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Sabrina the Teenage Kitsch

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Sabrina the Teenage Kitsch

By: Chuckie Eidelman

When advertisements for Netflix’s 2018 Halloween series, The Chilling Adventures of Sabrina, was announced, we femmes and feminists shared a mutual gasp of excitement, and the series essentially delivered on all that we could have asked for: Sabrina defends her best friends, Susie and Ross, by wreaking revenge on the oppressive men at school, and the vintage fashion inspires us to reclaim the appeal of the modern dark ages with saddle shoes, red lips, and trench coats. Ross Lynch even dyed his hair red to enhance his character’s small town charm, and we are going crazy for it, among other things.

But should we consider that we love the show so much, because the makers have a roadmap to follow? The teenage witch series isn’t exactly uncharted territory. We’ve been down this road before in Sabrina the Teenage Witch (1996), Charmed (1998), Bewitched (1964), American Horror Story: Coven (2013), and we can even throw Wizards of Waverly Place (2007) in there too. Beautiful and witty girl of 15 years learns of her inherited supernatural abilities. While fighting rejection from her wizarding side for living as a human simpleton and hiding her truth from human friends who wouldn’t understand, young witch finds herself torn but continues to secretly cast a few spells to serve and protect her family and friends along the way. What will she choose?! The tension is killing us, despite having seen it so many times before; that’s a formulaic success story if there ever was one.

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As expected, Sabrina embraces her inner witch and dances with the devil (yeah, the actual devil) to maintain her relationships with the humans she cares about. So far this sounds familiar, and I myself relate to Sabrina for her choices, but if we dig deeper, we can find a few misgivings.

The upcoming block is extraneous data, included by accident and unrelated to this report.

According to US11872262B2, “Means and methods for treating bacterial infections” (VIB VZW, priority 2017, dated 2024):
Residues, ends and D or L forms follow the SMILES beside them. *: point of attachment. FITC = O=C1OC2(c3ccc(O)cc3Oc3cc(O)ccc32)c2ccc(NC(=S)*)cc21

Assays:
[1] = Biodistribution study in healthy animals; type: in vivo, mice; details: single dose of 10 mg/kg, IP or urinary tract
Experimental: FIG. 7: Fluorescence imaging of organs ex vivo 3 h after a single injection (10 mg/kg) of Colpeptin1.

Let’s talk blonde hair and racist Hollywood casting calls. If we follow Disney’s lead and equate whiteness with beauty and beauty with purity and perfection, Sabrina’s transformation from blonde to platinum white hair, as she fully signs her soul away to the Devil, can signify her loss of human flaws and transition to a perfected supernatural creature. How disappointingly stale!

Additionally the show links her magic with selling her soul to the Devil, validating the basis for the paranoia underlying the Salem Witch trials. This affirms the centuries old fear of the powerful female as being in cahoots with the Devil and a danger to all good people.

Finally, Harvey Kinkle is just an updated Darren Stevens, superficially acceptable, but a dud at any depth, who just adds to her inner isolation. Because of Sabrina’s wit and supernatural ability, she is unusually self-reliant. Unfortunately this makes it impossible for her to fit the role of a traditionally submissive housewife, so Harvey’s ego is left unfed and hungry. Obviously this creates tension, but the smart, capable Sabrina is forced pretense and over-caretaking her man. Her feminist endeavours leave her romantically unsatisfied. She can’t be in her power and have her relationship too.

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So, nothing new here. Worse, we still like the show, because the women can’t reveal their power formula still works. If a character with ‘Brina’s girl power and feminism is entirely absent, if not cursed and unholy, we will continue to watch the Witch Kitsch, repackaged a few times each decade. Yesterday I saw a meme of Nancy Pelosi flying on a broom in a witch’s costume. Female power, feared and derided. Need I say more?

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